A strong belief in meritocracy underlies the way we perceive success in society, in organizations, and in individual careers. We like to believe that those who make it to the top do so because they have more merit (i.e., worth, superior quality) than those who do not. Put differently, “in true meritocratic systems everyone has an equal chance to advance and obtain rewards based on their individual merits and efforts, regardless of their gender, race, class, or other non-merit factors” (Castilla & Benard, 2010, p. 543). In many organizations, and especially in those that are characterized by a pyramid structure and matching notions of careers success in terms of climbing the ladder, organizational members tend to think this is not only how the career system should operate but also how it does operate. As a consequence, the distribution of success (e.g., rewards, promotions) across members from different societal groups, especially when looking at the top of the pyramid, is generally perceived to reflect the true distribution of merit between group members (Block, 2016).
However, reward allocation and performance evaluation practices that appear to be meritocratic (Joshi, Son, & Roh, 2015) can result in an unequal distribution of success in favor of some compared with others, regardless of the actual distribution of merit. This means that the way we typically assess merit is biased in favor of dominant group members in terms of the criteria, the tests, and/or the evaluation process (Son Hing et al., 2002). The biased assessment of merit, through which superior qualities are ascribed to dominant group members, is thus rather a sign of bias for (or favoritism) instead of bias against (or discrimination; DiTomaso, 2015).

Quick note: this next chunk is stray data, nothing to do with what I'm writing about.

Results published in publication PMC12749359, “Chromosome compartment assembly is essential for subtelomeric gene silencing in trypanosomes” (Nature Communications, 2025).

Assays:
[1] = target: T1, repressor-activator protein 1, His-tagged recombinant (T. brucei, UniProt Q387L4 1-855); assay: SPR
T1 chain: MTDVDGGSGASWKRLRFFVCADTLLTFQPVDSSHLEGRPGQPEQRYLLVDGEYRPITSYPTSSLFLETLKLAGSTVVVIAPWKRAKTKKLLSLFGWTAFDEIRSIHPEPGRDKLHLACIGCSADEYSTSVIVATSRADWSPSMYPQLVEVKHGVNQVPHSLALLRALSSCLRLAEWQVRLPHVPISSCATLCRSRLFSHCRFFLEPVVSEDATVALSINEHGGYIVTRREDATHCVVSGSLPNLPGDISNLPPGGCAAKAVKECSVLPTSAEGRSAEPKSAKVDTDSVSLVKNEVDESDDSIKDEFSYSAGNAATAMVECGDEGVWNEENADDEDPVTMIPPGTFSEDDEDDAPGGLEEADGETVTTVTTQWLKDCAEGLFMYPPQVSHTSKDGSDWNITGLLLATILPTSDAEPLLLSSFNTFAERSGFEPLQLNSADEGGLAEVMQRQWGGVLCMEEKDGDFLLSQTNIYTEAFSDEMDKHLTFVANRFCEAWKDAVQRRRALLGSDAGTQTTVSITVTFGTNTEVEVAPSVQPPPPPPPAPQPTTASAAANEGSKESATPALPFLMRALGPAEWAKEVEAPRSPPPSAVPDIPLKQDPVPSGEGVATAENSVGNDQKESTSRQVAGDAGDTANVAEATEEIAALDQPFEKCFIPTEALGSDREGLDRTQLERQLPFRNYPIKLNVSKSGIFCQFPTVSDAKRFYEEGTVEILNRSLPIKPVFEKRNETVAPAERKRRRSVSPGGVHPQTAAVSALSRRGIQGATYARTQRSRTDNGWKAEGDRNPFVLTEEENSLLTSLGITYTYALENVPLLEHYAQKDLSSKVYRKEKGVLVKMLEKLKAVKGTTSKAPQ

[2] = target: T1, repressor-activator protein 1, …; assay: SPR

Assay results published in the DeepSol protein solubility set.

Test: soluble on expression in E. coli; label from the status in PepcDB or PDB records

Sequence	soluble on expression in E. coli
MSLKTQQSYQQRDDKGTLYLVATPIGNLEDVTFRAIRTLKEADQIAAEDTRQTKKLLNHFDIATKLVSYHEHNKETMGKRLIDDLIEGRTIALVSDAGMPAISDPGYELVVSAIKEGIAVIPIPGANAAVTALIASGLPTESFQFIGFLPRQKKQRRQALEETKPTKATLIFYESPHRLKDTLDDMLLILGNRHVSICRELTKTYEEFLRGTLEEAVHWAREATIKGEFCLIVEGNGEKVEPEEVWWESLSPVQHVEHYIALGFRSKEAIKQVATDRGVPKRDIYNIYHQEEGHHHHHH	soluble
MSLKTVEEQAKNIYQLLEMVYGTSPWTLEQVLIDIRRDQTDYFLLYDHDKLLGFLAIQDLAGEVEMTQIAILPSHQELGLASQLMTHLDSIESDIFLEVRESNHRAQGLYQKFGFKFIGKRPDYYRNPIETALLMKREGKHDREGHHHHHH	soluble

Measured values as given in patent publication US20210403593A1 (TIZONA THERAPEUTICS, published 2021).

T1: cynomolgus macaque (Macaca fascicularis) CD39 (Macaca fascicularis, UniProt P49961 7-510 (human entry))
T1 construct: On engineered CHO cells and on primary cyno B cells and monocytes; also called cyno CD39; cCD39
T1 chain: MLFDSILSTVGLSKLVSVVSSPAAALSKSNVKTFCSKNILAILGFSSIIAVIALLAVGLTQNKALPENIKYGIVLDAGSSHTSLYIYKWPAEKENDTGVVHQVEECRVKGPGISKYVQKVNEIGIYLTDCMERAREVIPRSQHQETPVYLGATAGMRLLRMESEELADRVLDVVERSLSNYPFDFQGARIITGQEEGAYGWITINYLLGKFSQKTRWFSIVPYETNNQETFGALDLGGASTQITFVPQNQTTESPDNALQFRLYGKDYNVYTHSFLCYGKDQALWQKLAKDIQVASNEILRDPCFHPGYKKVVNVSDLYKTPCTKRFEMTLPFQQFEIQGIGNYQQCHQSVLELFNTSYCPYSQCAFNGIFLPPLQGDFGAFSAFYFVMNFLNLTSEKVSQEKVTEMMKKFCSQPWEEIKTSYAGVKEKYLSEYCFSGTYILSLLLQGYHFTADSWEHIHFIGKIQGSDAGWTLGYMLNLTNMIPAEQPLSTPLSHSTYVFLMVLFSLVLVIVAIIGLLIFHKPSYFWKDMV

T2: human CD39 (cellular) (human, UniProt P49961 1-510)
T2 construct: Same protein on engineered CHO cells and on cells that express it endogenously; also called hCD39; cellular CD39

If, as Professor Tom Welton noted, we believe that talent is distributed equally across the population regardless of gender, race and other characteristics, when we look at our universities and the preponderance of white men, we must question our meritocracy.
Vinkenburg then draws on the work of Castilla and Barnard to illustrate the dangers of an unthinking belief in meritocracy. (p.213)
The paradox of meritocracy holds that when an organizational culture actively promotes meritocracy, decision makers in that organization may ironically show greater bias in favor of the dominant group (Castilla & Benard, 2010). In other words, if managers believe that the way people in the organization are selected and promoted is meritocratic, their decisions about the careers of others are more biased and less based on merit (Castilla, 2016). Efforts to increase diversity in terms of the representation and advancement of nondominant group members at higher hierarchical levels, such as diversity training, networking, mentoring, and introducing work–family policies, may not address the decision processes behind performance evaluation and reward allocation (Joshi et al., 2015; Morse, 2016). Such diversity efforts thus do not expose the paradox of meritocracy nor the biased assessment of merit. Indeed, diversity interventions that do try to challenge and change reward allocation and performance evaluation practices are often met with considerable resistance, even from nondominant group members.
I commend the rest of the article, available in open publishing to you.
As I’ve said previously, the merit argument is often used to close down discussion. Let’s do the opposite and use the concept of merit to open up discussions, questioning what we mean, and exploring how we might mitigate bias that undermines fairness and our capacity to deliver a meritocracy.